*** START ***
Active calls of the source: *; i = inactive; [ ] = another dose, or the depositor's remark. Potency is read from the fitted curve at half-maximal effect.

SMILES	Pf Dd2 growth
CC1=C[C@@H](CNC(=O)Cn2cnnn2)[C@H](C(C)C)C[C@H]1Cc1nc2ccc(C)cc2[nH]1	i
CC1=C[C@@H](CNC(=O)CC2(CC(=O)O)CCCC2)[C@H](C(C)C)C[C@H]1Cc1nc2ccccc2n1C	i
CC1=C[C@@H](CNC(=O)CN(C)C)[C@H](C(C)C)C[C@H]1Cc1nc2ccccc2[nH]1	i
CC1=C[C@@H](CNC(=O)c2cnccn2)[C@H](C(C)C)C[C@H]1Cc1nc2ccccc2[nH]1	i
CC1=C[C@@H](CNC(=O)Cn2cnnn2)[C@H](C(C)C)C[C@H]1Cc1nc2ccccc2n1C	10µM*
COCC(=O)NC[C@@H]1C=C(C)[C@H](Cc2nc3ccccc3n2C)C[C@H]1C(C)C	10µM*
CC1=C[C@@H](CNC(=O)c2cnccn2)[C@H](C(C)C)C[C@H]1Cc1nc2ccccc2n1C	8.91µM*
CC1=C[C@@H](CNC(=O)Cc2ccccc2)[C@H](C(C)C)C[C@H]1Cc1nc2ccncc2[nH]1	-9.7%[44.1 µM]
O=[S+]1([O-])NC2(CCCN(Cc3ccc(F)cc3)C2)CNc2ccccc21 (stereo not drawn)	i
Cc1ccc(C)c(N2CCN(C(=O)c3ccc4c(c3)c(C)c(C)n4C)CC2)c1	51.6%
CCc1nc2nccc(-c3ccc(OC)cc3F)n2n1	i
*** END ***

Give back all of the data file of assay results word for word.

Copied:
Active calls of the source: *; i = inactive; [ ] = another dose, or the depositor's remark. Potency is read from the fitted curve at half-maximal effect.

SMILES	Pf Dd2 growth
CC1=C[C@@H](CNC(=O)Cn2cnnn2)[C@H](C(C)C)C[C@H]1Cc1nc2ccc(C)cc2[nH]1	i
CC1=C[C@@H](CNC(=O)CC2(CC(=O)O)CCCC2)[C@H](C(C)C)C[C@H]1Cc1nc2ccccc2n1C	i
CC1=C[C@@H](CNC(=O)CN(C)C)[C@H](C(C)C)C[C@H]1Cc1nc2ccccc2[nH]1	i
CC1=C[C@@H](CNC(=O)c2cnccn2)[C@H](C(C)C)C[C@H]1Cc1nc2ccccc2[nH]1	i
CC1=C[C@@H](CNC(=O)Cn2cnnn2)[C@H](C(C)C)C[C@H]1Cc1nc2ccccc2n1C	10µM*
COCC(=O)NC[C@@H]1C=C(C)[C@H](Cc2nc3ccccc3n2C)C[C@H]1C(C)C	10µM*
CC1=C[C@@H](CNC(=O)c2cnccn2)[C@H](C(C)C)C[C@H]1Cc1nc2ccccc2n1C	8.91µM*
CC1=C[C@@H](CNC(=O)Cc2ccccc2)[C@H](C(C)C)C[C@H]1Cc1nc2ccncc2[nH]1	-9.7%[44.1 µM]
O=[S+]1([O-])NC2(CCCN(Cc3ccc(F)cc3)C2)CNc2ccccc21 (stereo not drawn)	i
Cc1ccc(C)c(N2CCN(C(=O)c3ccc4c(c3)c(C)c(C)n4C)CC2)c1	51.6%
CCc1nc2nccc(-c3ccc(OC)cc3F)n2n1	i